If you’ve never heard of it, get to know the term “progressive chorus”. For the most part, a progressive chorus is one that reflects the verse before it…for instance if you are going from past to present to future in your verse lyrics, the chorus might also reflect this tense change with different wording: “was”, to “is”, to “will be”. And sometimes to carry a song lyric along, the chorus needs to “update”, if you will, according to whatever is happening in your lyric. This can be a very effective tool in writing a great song lyric.
5. Sometimes There Is No Chorus
Not every song requires a chorus. In fact, a lot of song have simply what is considered a “refrain”; a line or a phrase that gets repeated at the end of each verse. A good example of that is “The Times They Are A Changin'” – an old Bob Dylan song. And guess what? The refrain is the title of the song! That’s because it is repeated, and because it is the whole point of the song, so it does the job of a chorus without actually being one. If you’re more of a folk songwriter, you already know this. Folk is one of the oldest song forms, with only verses: A, A, A, A.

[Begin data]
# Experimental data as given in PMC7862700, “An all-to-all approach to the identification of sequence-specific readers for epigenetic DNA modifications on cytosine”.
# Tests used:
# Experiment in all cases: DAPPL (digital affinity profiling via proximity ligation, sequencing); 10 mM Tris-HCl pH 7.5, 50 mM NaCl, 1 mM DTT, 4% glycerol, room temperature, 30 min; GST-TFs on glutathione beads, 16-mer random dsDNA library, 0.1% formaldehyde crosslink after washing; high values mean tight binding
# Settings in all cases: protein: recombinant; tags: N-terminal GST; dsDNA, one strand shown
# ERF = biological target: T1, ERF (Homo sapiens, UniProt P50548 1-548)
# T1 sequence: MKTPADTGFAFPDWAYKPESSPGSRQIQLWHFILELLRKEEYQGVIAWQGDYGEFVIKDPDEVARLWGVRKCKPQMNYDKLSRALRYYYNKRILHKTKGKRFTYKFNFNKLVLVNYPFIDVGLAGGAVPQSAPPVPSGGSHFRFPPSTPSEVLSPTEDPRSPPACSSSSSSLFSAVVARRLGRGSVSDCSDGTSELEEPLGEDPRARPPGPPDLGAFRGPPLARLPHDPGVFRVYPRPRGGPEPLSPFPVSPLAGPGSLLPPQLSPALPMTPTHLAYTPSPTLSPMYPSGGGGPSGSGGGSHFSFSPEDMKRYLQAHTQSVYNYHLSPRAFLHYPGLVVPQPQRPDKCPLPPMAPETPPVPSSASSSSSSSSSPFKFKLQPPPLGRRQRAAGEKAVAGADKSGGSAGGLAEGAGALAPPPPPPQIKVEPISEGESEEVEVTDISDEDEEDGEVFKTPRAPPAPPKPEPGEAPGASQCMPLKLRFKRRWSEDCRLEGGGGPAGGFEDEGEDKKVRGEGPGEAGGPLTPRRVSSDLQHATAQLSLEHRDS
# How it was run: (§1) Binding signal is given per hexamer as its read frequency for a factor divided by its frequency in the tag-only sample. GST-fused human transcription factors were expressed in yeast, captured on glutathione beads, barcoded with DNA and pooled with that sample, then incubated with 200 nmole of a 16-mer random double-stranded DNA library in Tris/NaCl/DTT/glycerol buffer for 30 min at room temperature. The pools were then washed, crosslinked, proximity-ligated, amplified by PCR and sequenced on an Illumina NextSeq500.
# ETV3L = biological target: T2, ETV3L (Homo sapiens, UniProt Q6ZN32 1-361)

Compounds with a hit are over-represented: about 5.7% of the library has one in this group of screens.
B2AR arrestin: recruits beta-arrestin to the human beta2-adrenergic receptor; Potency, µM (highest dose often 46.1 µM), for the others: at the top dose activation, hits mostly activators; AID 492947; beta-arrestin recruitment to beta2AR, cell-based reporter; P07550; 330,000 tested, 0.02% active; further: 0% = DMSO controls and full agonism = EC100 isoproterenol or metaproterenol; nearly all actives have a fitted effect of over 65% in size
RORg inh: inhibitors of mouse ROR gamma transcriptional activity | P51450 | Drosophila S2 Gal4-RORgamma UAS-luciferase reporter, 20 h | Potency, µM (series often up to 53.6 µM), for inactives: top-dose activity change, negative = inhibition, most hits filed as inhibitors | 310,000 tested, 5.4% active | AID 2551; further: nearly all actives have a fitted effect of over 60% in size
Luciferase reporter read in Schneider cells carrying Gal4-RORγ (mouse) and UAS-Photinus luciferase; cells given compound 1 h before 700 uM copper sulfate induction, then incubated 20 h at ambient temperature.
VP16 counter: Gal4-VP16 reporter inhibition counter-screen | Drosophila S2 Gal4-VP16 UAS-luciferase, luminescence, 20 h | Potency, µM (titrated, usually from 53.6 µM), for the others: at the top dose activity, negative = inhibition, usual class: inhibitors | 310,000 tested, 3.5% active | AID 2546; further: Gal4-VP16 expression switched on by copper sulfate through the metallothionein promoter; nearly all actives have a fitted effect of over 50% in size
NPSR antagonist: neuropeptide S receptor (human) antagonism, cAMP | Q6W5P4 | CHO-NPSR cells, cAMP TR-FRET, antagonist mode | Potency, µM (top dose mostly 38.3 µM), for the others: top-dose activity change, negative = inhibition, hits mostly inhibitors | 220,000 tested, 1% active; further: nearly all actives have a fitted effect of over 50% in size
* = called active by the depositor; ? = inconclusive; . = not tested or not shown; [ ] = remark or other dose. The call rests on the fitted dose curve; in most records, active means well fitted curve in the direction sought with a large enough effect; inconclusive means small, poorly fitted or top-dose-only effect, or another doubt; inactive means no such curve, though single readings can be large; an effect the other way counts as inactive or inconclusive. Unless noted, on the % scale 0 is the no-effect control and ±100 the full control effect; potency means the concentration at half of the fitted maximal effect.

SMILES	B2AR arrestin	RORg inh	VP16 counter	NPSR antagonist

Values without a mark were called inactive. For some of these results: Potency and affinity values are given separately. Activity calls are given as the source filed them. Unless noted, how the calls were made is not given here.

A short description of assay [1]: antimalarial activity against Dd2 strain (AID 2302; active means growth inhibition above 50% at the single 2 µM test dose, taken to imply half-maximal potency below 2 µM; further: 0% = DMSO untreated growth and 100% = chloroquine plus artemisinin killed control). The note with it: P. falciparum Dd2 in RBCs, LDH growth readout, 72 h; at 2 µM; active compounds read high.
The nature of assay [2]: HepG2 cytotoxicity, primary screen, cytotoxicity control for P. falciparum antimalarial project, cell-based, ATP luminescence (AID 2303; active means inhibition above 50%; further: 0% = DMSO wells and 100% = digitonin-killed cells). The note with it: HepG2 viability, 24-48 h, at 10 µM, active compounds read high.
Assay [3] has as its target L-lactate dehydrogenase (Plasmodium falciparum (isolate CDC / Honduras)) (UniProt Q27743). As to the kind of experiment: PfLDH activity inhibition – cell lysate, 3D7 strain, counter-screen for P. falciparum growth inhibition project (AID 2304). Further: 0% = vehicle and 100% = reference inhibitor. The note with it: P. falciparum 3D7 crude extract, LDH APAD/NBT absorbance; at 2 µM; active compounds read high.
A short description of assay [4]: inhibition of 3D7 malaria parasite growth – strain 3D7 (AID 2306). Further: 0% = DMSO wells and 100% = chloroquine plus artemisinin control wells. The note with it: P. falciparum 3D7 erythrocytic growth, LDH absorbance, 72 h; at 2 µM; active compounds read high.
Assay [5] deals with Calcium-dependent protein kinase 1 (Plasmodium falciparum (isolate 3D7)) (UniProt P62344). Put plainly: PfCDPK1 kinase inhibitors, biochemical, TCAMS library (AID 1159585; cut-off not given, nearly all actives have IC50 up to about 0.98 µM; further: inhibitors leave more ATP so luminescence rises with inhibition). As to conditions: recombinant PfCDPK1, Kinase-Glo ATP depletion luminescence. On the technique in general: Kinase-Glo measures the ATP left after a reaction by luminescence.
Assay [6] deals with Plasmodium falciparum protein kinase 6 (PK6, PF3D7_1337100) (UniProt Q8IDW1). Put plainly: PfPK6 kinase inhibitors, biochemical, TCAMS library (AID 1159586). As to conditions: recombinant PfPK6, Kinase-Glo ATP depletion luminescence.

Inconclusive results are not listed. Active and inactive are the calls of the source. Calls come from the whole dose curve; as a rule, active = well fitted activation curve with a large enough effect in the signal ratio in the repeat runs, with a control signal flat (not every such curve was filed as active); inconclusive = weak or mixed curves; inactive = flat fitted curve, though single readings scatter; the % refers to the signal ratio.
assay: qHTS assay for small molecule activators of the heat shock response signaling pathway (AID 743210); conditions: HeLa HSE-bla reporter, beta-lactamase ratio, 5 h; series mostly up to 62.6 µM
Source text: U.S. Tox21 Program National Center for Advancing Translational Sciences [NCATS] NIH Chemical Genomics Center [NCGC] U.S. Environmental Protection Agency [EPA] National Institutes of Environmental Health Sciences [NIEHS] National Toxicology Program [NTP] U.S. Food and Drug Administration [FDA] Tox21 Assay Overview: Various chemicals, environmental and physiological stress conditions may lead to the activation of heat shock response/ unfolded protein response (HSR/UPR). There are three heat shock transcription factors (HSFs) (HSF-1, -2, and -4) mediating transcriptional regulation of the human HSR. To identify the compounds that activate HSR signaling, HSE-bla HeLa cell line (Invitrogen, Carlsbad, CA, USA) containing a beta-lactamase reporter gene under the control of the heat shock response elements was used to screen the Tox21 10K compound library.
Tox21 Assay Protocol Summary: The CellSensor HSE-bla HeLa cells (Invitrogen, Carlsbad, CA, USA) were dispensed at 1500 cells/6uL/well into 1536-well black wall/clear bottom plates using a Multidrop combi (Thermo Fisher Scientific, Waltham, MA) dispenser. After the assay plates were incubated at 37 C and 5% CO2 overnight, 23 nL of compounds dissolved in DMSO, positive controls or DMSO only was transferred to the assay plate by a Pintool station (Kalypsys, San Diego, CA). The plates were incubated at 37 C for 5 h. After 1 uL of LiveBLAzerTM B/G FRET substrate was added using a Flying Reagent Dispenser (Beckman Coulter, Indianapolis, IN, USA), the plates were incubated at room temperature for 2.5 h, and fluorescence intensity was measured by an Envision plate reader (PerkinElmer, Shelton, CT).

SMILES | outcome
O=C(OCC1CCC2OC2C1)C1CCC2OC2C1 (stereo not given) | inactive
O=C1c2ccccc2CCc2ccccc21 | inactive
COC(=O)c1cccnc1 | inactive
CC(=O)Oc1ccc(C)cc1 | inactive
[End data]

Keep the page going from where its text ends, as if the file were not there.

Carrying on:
And those are my five “secrets”. Not secrets at all, of course, but they might make you think more about how to construct a chorus in future.
A little background when it comes to choruses for those of you young punks :-). Up until only a few years ago, songs were discovered mainly on the radio. In some cases the DJ would either introduce the song and/or artist before or after it was played. But sometimes you would catch a song in the middle and not hear the introduction, or songs played back-to-back so they weren’t identified. If you really liked a song, it became particularly frustrating if you didn’t know its name or the artist’s name. Songwriters paid a lot of attention to this, which is why popular songs often had a lot of repetition especially in the chorus, or at the very least, something very memorable that could be identified by listeners when they were going to a record shop to try and find a song, like a powerful melodic hook.
The digital era has made it a lot easier to identify songs as you’re hearing them, but the old idea of a hook and a powerful chorus is still relevant. If your plan is to pitch your songs, or at the very least, write memorable ones, then spend a lot of time working on the chorus, if there is one.
One last point: you probably already know that the dictionary also defines a chorus as a “group” of singers. So why not think of your song chorus in terms of what it sounds like when a group is singing together, and the verses as the soloists? Just another way to think of it 🙂